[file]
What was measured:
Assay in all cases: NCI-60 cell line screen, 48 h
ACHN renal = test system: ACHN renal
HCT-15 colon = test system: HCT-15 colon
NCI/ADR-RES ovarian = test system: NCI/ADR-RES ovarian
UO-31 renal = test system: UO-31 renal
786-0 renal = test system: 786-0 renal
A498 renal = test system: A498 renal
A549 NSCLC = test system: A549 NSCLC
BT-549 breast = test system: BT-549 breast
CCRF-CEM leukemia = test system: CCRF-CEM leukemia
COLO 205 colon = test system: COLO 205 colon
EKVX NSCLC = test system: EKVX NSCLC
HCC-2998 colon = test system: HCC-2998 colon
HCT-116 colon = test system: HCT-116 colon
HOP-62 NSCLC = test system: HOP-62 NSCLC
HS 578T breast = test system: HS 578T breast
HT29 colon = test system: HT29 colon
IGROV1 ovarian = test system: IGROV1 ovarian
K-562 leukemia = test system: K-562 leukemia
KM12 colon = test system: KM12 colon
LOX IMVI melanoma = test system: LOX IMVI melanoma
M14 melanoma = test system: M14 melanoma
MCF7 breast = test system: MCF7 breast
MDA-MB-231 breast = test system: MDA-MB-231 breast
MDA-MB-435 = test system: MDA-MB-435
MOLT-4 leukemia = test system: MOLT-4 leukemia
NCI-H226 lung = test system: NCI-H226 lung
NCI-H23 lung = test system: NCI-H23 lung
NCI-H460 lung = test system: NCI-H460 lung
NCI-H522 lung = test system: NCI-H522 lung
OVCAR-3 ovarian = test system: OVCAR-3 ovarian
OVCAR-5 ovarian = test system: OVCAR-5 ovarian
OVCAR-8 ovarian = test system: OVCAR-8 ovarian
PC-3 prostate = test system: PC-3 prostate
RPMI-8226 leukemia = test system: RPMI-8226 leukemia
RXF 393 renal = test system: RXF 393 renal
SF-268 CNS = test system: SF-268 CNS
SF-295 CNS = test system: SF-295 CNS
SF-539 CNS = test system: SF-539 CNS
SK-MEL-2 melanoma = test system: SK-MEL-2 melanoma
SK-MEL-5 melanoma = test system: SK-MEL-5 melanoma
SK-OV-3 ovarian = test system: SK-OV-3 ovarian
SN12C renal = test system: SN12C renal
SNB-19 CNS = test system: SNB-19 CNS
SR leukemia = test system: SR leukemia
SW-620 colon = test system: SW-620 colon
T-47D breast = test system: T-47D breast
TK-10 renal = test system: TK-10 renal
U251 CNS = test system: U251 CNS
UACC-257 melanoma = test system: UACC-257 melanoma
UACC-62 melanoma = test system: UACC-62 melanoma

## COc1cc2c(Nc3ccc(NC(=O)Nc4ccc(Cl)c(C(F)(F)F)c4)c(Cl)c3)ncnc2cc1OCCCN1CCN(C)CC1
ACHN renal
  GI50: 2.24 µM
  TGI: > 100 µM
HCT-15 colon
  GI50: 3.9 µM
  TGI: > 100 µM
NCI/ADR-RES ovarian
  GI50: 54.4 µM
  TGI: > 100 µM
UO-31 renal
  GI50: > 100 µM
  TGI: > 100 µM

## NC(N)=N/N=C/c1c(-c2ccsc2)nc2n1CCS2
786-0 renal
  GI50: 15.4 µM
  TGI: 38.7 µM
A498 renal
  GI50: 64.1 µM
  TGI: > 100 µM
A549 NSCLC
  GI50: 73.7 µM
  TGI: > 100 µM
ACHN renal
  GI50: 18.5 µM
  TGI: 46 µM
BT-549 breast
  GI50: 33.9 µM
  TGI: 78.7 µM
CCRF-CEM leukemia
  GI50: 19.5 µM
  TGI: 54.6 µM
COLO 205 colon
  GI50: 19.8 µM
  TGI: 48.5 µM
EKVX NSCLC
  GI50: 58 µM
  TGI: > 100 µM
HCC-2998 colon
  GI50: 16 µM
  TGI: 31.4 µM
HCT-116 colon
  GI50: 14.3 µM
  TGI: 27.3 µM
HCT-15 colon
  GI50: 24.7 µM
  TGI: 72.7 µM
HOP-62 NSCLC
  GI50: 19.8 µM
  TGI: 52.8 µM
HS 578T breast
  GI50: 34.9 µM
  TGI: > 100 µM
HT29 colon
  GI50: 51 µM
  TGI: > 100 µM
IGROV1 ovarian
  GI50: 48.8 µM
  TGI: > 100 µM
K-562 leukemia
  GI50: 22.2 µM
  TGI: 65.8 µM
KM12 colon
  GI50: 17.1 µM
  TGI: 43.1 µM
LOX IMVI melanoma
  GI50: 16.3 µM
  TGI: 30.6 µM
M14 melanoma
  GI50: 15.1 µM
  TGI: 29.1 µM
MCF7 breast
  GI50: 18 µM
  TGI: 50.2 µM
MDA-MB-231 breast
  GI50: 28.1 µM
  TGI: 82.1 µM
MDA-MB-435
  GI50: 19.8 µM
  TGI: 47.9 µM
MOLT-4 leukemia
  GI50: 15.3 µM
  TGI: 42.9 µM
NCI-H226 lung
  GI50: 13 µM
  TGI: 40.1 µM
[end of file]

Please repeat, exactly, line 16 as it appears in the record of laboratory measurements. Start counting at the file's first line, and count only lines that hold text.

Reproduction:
HOP-62 NSCLC = test system: HOP-62 NSCLC